Passage of HITECH and the Affordable Care Act marked the advent of the era of accountable care and its foundational initiative, population health management, which relies heavily on HIT systems to communicate with each other and accurately identify patients as they move across a care continuum.
Now, though, CIOs are seeing the real-world impact of that legislation as their organizations sign risk-bearing contracts and uproot their IT infrastructures to ensure compliance.
So when we asked HIT execs what's on their wish lists for next year, they shot for the stars-i.e., industry interoperability and that even more elusive gift, a national patient identifier.
Common sense would have dictated during construction of HITECH and ACA that a national patient identifier was required to support the legislation's goals.
But Congress prohibits government funding of a national patient identifier due to privacy concerns, and lifting of that prohibition has yet to be seriously considered.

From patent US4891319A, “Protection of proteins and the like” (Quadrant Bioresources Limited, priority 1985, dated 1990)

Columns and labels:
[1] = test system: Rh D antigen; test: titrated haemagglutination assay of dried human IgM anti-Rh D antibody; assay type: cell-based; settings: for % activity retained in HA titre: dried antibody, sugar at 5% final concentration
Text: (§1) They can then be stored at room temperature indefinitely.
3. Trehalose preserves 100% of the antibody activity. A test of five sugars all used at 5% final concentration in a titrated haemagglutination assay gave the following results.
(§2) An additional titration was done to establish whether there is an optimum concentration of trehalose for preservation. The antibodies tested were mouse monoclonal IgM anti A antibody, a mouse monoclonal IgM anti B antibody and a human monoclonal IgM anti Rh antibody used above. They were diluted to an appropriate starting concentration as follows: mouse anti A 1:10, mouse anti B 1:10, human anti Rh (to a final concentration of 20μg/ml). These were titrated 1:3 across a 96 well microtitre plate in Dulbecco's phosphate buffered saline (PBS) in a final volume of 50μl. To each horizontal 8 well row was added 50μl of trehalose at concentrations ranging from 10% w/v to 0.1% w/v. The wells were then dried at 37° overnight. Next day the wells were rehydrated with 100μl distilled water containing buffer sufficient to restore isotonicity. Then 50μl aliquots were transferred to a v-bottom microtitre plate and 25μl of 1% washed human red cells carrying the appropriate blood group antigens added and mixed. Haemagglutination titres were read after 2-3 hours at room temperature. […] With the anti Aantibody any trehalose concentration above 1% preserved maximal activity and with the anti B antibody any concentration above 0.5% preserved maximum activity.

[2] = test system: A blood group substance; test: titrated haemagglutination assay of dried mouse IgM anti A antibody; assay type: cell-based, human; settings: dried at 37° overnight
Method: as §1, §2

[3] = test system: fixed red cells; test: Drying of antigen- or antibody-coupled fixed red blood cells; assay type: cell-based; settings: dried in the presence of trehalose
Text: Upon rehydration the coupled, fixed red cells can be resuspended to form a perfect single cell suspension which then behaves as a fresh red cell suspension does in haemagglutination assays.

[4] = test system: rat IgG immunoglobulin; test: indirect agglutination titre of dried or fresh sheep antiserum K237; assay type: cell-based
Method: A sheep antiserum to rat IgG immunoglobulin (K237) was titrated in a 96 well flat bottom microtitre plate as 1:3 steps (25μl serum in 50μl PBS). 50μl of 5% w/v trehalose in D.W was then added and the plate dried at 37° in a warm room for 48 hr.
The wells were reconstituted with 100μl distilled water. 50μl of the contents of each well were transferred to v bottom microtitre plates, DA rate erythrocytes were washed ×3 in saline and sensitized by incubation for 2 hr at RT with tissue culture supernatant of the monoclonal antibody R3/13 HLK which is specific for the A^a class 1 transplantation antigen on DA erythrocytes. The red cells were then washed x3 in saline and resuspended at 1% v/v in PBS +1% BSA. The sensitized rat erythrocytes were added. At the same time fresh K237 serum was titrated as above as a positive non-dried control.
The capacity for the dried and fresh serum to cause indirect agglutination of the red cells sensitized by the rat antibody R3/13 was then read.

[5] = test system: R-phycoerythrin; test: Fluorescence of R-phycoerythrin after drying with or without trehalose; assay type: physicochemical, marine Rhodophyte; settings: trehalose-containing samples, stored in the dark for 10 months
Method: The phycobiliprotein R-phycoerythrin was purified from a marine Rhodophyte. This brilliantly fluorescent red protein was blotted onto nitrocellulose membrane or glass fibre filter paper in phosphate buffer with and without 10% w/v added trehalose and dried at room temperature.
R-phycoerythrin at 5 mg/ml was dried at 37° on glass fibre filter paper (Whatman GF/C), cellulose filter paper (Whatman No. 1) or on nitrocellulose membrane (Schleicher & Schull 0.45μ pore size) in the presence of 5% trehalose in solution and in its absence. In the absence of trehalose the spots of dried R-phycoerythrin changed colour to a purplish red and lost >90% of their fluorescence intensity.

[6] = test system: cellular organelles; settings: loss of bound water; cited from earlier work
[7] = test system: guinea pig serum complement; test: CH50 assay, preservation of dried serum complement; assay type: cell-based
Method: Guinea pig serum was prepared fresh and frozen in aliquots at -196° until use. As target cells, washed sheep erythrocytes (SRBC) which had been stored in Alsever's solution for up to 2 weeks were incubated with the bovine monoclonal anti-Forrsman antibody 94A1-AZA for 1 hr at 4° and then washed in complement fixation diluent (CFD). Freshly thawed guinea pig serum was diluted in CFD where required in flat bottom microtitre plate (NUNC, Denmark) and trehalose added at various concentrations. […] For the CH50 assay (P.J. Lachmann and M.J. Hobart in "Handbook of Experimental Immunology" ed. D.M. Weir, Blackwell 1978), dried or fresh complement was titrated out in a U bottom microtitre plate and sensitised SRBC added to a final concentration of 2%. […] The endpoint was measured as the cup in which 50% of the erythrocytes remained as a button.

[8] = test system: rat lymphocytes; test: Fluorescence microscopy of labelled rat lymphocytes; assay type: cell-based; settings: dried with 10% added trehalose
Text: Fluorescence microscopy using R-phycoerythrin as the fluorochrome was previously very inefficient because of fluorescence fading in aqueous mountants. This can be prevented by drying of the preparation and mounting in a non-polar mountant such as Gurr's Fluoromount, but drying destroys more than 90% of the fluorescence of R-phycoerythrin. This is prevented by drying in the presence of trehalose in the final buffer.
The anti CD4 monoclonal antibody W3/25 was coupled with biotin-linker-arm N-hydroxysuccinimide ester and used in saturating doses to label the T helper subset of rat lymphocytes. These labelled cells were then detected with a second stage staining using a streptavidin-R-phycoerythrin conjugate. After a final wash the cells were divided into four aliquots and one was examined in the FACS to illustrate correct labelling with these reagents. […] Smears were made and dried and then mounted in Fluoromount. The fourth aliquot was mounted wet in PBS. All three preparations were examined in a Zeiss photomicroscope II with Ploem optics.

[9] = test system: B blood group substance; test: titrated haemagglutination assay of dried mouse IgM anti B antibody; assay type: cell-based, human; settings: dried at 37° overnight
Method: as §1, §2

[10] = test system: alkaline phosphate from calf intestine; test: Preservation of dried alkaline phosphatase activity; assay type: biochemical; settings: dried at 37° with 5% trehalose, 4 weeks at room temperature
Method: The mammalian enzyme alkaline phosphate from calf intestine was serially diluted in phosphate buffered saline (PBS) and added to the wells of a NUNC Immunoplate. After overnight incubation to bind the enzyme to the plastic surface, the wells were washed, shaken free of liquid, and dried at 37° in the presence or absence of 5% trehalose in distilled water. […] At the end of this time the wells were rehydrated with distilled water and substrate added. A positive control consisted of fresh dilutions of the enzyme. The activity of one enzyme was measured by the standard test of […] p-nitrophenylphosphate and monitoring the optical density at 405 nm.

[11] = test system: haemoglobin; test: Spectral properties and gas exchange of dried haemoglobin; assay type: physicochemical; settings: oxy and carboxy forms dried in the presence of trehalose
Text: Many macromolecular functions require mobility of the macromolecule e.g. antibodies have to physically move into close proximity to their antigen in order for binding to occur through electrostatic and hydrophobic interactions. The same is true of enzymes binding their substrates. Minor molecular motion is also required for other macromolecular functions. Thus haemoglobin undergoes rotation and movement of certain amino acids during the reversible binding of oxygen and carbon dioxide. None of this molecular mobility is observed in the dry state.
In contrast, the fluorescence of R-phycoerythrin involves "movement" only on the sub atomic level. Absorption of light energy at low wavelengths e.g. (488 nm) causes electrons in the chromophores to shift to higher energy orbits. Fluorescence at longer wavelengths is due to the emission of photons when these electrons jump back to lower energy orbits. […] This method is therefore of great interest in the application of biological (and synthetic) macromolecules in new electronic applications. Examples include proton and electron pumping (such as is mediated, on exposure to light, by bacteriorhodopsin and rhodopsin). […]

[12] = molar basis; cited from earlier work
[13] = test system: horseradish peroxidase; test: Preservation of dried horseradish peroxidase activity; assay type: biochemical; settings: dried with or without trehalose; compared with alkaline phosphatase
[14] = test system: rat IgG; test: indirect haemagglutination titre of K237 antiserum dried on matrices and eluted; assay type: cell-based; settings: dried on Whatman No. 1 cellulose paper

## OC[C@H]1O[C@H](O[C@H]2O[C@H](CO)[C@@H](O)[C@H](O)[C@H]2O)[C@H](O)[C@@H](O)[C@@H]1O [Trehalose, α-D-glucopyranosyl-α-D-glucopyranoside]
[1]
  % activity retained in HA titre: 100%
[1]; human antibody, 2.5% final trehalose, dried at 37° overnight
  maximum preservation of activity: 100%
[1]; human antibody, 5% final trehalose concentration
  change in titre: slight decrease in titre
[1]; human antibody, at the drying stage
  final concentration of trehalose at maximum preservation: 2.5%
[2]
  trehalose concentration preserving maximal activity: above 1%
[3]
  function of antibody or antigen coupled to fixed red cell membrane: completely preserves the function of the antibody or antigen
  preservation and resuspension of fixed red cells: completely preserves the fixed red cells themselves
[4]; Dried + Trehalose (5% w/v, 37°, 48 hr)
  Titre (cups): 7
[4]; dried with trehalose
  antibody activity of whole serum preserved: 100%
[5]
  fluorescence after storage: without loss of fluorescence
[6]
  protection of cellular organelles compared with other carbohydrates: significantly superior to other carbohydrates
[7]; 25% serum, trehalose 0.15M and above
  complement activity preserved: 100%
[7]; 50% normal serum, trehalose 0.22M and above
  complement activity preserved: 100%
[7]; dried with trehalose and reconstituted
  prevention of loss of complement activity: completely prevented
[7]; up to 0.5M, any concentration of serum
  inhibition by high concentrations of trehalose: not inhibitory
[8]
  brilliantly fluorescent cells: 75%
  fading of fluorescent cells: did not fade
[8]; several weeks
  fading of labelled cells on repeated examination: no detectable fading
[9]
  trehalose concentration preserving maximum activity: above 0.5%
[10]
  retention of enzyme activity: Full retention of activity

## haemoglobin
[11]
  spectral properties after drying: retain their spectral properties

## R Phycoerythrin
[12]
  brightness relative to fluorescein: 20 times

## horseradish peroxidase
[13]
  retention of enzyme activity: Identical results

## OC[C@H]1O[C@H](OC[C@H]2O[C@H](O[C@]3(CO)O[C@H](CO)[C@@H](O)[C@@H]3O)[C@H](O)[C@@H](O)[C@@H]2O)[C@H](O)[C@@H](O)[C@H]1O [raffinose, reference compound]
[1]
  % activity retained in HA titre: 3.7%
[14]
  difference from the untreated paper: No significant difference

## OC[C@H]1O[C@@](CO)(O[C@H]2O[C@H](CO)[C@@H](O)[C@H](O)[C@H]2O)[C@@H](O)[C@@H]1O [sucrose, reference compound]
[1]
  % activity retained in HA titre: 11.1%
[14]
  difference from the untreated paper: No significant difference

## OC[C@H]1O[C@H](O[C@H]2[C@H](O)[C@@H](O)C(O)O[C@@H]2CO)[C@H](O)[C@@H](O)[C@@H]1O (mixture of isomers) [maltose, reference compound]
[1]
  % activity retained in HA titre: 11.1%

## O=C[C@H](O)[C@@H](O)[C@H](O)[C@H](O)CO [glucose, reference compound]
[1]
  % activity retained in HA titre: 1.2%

Wishing for interoperability and an NPI is really a single thought, since interoperability can never truly happen without the identifier, says Randy McCleese, vice president and CIO at St. Claire Regional Medical Center in Morehead, Ky., which serves 11 rural counties.
Data exchange standards have helped data exchange, but they are unstandardized standards, he adds.
"You put all these kids in the same sandbox and tell them they have to play by the same rules, but each one interprets the rules differently." McCleese understands the concerns of privacy advocates, but contends that in this era patients expect sharing of their health data.
"They already think we do that," he says. And there is sharing, but not as much as there should be because of the lack of adequate standards and the difficulty in achieving health information exchange.
McCleese sees a growing groundswell of realization that the industry must lobby lawmakers to take another look at the patient identifier.
"As we move further with interoperability, this will be something we have to deal with. Accountable care means going beyond traditional borders."
There's also the issue of Congress starting to take providers to task for not achieving the benefits it expected from federal investments in a national HIT infrastructure. But a national patient identifier would enable the industry-and the nation-to take better advantage of those huge investments made during the past several years, believes Eric Yablonka, CIO at University of Chicago Medical Center.
Click here for the entire HDM December feature story on CIO wish lists.
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